Dr. Hart discussed racism in the past and present. 
Photo provided by MU

Race, Religion VIA Remembers Martin Luther King Jr.

Miriam Erbaugh

On Feb. 1, Manchester University commemorated the 55th anniversary of Dr. Martin Luther King Jr.’s speech at the University with a Remembrance and Rededication Ceremony.

The ceremony, which was also the first VIA (Values, Ideas, and the Arts) of the spring semester, was given by Dr. Drew Hart. activist, community organizer, podcast host, church anti-racism leader and assistant professor of Theology at Messiah University.

King visited Manchester College on February 1, 1968, and gave a speech entitled “The Future of Integration.” Later that year King was assassinated, and Manchester College became the last college campus he ever spoke at.

In the years following 1968, the now University has chosen to honor King’s visit and his legacy by bringing in speakers to lead Remembrance and Rededication Ceremonies every year on Feb. 1.

King was also connected to Manchester College through alumna Jean Childs Young, with whom he worked alongside in the civil rights movement.

Hart’s presentation was entitled “Dr. King’s Blue Jeans: White Supremacy, Christianity, and God’s Delivering Presence.” He spoke from the same lectern King addressed students from.

In his speech, Hart walked attendees through current issues of anti-racism and gave a short historical summary of racism within the Christian church, through the lenses of “plunder and sacrifice.”

Hart highlighted Dr. King’s witness, telling a story of King’s work in Birmingham in 1963. King met with other leaders of the civil rights movement in Birmingham when the movement there had run out of bail funds and was losing momentum because of proximity to Christian holidays. King left the room in which they were meeting and went into his adjacent bedroom. When he came out, he had put his blue jeans on. With one outfit change, King signaled that it was time to get work and return to protesting in Birmingham.

“Everyone knew at that moment that when he put on those blue jeans it meant that it was time to get to work, it’s time to seek justice, it’s time to roll up our sleeves, and actually work for the actual flourishing of others, especially those who are most vulnerable in our communities,” Hart said.

At the end of the VIA, Hart called those in attendance to the same work against injustice as King had chosen. “Honoring Dr. King’s legacy is not just talking about Dr. King and celebrating Dr. King, lifting up his name,” Hart said. “If we’re going to embrace the challenge that Dr. King had for us, then we must participate in the work of justice. We must get a vision of beloved community. We must be committed to let justice roll down like waters, and righteousness like ever flowing streams. We’re invited to put on our blue jeans.”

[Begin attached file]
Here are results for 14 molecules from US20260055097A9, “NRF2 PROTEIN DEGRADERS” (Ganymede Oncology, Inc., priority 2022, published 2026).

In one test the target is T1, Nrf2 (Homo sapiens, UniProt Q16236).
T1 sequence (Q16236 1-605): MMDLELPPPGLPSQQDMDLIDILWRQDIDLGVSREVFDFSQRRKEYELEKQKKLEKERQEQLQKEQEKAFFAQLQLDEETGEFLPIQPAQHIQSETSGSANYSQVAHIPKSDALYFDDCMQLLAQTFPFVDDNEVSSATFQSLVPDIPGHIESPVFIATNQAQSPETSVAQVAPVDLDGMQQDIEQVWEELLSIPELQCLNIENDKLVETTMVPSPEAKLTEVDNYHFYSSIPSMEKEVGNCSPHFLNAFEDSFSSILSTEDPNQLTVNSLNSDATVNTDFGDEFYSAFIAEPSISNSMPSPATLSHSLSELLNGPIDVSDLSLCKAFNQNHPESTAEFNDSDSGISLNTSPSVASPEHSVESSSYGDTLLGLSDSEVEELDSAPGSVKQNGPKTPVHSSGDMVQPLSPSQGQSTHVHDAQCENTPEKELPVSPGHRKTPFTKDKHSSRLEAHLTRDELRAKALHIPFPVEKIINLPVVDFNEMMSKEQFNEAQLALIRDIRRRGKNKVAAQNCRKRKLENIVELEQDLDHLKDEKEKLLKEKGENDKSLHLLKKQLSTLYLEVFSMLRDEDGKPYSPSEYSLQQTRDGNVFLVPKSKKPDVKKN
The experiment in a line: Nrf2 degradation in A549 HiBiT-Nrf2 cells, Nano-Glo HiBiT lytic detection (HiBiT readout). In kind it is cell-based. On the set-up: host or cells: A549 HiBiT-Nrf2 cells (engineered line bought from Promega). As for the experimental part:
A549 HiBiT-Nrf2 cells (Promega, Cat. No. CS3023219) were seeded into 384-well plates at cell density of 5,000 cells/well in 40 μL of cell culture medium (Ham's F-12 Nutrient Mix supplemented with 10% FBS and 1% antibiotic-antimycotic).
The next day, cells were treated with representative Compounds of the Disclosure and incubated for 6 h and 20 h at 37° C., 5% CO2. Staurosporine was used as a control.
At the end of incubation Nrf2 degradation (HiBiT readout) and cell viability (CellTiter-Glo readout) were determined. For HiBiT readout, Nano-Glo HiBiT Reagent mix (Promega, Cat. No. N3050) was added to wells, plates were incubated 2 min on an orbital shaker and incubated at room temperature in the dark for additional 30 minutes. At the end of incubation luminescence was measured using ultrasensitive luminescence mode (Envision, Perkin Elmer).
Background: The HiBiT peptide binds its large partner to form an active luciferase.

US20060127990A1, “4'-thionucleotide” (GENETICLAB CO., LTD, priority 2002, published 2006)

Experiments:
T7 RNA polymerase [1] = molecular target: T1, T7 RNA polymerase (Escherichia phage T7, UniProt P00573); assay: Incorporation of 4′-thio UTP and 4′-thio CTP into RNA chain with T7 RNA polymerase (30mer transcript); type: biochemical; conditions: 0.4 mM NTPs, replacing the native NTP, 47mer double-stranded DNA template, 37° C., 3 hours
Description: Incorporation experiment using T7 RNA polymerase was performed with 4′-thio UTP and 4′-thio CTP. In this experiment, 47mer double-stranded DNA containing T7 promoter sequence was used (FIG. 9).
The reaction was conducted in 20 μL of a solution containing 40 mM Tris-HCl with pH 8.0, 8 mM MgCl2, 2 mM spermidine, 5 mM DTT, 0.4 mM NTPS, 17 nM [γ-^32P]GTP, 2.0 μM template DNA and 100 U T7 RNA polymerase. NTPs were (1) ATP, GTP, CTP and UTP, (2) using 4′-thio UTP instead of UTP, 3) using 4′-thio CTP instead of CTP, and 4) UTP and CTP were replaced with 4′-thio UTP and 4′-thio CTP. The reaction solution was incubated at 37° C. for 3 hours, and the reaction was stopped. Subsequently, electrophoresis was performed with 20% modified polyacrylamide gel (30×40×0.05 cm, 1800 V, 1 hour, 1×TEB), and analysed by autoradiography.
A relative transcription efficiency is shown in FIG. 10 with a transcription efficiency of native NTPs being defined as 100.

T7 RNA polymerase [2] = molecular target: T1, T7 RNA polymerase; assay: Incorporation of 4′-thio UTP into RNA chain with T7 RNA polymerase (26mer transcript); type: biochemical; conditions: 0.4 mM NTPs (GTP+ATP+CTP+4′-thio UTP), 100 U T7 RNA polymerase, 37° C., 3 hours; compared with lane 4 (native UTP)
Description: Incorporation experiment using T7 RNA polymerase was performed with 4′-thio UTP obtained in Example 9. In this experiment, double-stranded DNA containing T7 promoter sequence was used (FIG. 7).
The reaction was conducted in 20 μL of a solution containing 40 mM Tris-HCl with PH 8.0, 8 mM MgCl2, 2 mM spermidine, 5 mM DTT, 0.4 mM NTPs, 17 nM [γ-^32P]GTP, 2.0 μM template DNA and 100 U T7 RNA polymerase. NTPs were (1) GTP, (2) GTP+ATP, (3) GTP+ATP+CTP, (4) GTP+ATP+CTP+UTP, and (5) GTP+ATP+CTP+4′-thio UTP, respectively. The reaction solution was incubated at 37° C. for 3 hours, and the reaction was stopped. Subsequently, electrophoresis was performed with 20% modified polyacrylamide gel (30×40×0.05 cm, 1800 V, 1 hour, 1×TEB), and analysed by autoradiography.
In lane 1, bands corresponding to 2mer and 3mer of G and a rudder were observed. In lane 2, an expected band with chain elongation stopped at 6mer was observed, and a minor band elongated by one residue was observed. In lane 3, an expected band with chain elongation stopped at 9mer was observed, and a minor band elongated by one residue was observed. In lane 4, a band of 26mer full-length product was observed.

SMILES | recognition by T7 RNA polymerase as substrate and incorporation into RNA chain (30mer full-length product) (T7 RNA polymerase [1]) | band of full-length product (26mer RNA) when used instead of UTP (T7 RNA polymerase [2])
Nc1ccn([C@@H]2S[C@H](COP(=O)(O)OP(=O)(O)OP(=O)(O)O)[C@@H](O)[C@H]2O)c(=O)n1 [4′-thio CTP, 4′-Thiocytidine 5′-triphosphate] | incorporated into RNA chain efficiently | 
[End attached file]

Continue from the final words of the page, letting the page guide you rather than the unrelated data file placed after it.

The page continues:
During a question-and-answer time, Hart specifically urged people to first step back and observe grassroots movements already in their communities. “The first thing you want to do is get involved in places where you can follow,” he said. “Allowing those who are most disproportionately impacted by the harms, if there are groups where those folks are leading then that’s a good place to start.”

Though student representation was low, students in attendance had a positive reaction to the presentation. “I loved Dr. Hart’s description of how watered-down and tame the memory of the Civil Rights Movement has become,” Sam Hupp, a first year, said. “People need to be reminded that the struggle is still ongoing and has never been a popular one.”

Members of the North Manchester community also appreciated the VIA. “Dr. Drew, I was struck by your image of going up the down stairway,” Cliff Kindy said in a question and answer with Hart after he spoke. “I’m 72, but this summer, at Church of the Brethren conference I tried [going up the down escalator] . . . I lunged, but I made it. I came with my blue jeans on.”

Nan Erbaugh, community member and this reporter’s grandmother, encouraged action. “If we are ever to reach the beloved community, it will take all of us working intentionally to nonviolently challenge white supremacy and disrupt injustice,” she said. “Being neutral is simply not an option.”

The event was attended by a small number of students and faculty, as well as pastors from several local churches and a busload of residents from Timbercrest Senior Living Community. It was livestreamed and recorded on Manchester University’s Facebook Page. Jada Burtin, a local news reporter, covered the event for Wane 15.